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Sustainable Living, Tutorial

Part of our mission to live sustainably involves working with the natural abundance that’s at our fingertips to create products that are better for us and our environment. Our Sustainable Living department has been using the beautiful calendula in the Sunseed gardens to make a soothing and hydrating natural moisturiser – and you can make your own with just a few products following the steps below.

Jar of natural moisturiser with calendula flowers

Natural Cosmetics – Hydrating Cream (Calendula Base)

To make a cream, you need three main constituents, Oil, Water and an Emulsifier. Once you combine these three in the right quantities and conditions, they form a soft, velvety and hydrating cream.

You can change the thickness and moisture levels of the cream by altering the ratio of oil to water (thicker creams, like a balm, will have much higher emulsifier levels, especially if using beeswax.)

So prepare your ingredients for 100g of cream:

Oil Part (24g in total)

(12g) Almond Oil infused* (see below) with Calendula

(8g) Olive Oil (mild quality, not too strong)

(4g) Emulsifier (i.e Local beeswax or any store bought veg protein, i.e Lanette or Emulsifan)

Water Part (76g in total)

Distilled (or non-chlorinated) water. You can make this a herbal infusion to strengthen the cream, for example with a handful of rose petals, calendula, chamomile, rosemary etc. Be wary that if you add plants to the water part, it will not preserve anywhere near as long.

Preservative Part = Vitamin E (in oil form) or Vitamin C (dehydrated powdered form). If using Beeswax, this acts as a preservative, as it is a natural anti-fungicide.

Essential Oils: (5-10 drops) Any that you feel suit your cream, medicinal purpose, or personal taste. I often use Lavender, given its clean, fresh aroma and anti-bacterial properties.

Natural moisturiser with calendula


  • Make an infusion for the water part, leave for 4-12 hours to combine. Preferably water is around 60C-80C, not boiling.
  • Mix together all the ingredients for the oil part in a non-metallic bowl (almond, olive oil and emulsifier).
  • In separate pans, heat both the oil and water parts to 60C-65C, once they reach this temperature immediately remove from the heat. (NOTE: I often find using a water-bath technique to slowly heat the mixtures a safer approach).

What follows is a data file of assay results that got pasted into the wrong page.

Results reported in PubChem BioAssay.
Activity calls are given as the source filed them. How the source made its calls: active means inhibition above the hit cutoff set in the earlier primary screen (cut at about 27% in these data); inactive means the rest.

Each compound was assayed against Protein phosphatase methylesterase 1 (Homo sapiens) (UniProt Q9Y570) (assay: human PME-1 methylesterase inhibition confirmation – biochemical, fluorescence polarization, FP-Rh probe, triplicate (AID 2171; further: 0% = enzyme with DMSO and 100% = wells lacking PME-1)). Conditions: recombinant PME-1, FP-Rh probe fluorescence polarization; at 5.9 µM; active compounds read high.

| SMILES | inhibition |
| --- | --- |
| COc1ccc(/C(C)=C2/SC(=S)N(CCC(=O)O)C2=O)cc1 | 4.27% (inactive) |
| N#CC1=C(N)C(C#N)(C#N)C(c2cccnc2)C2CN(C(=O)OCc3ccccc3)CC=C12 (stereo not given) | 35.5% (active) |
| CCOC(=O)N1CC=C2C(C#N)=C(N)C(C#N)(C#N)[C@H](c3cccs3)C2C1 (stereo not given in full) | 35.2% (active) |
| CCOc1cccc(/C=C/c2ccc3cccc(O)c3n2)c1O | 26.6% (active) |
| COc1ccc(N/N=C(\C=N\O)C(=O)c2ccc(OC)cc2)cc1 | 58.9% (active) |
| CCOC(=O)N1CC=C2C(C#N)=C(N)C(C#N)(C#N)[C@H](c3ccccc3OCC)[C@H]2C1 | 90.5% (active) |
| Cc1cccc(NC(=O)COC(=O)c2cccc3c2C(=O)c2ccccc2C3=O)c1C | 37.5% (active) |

• Now they have been removed from the heat, use a blender to whisk the water part. While its whisking, slowly add the heated oil mixture into the water mix.
  • Once evenly mixed, it will form a runny creamy consistency – allow it cool slightly, and then add in your essential oils and Vitamin E/C.
  • While still hot, pour the mixture into your cleaned/sterilised jars (when warm is it much easier to pour).
  • The cream is ready to use once cool and set, which means it will have thickened.
Making natural moisturisers in our herbarium

*Personally, I like to infuse the oils I use with a particular plant, so in this case I chose Calendula for its emollient (skin softening) properties and that it helps sooth burns and mild abrasions/cuts.

*To infuse the oil with a plant, put a handful of the dried herb into a glass jar, fill to the rim with oil and leave for 30-40 days in the sun, turning/softly shake each day. Or for a quicker, but less effective approach, heat the plant (dried or fresh, just use double the amount if fresh) in a saucepan with the chosen oil, bringing it to around 60-65C. Once reached, take of the stove and leave the saucepan covered overnight to infuse. The oil is ready to use the next day (once you’ve filtered the piece of plant out).


Feel free to get in touch for more information or clarification. To buy the more technical ingredients i.e Lanette, Vitamin E or C and Essential Oils;  I use this website: as we are based in Spain; however there are a number of ecological organisations around to source this from over Europe.

Luke –

Want to learn more about how to create natural cosmetics? Join us as a volunteer in the Sustainable Living department!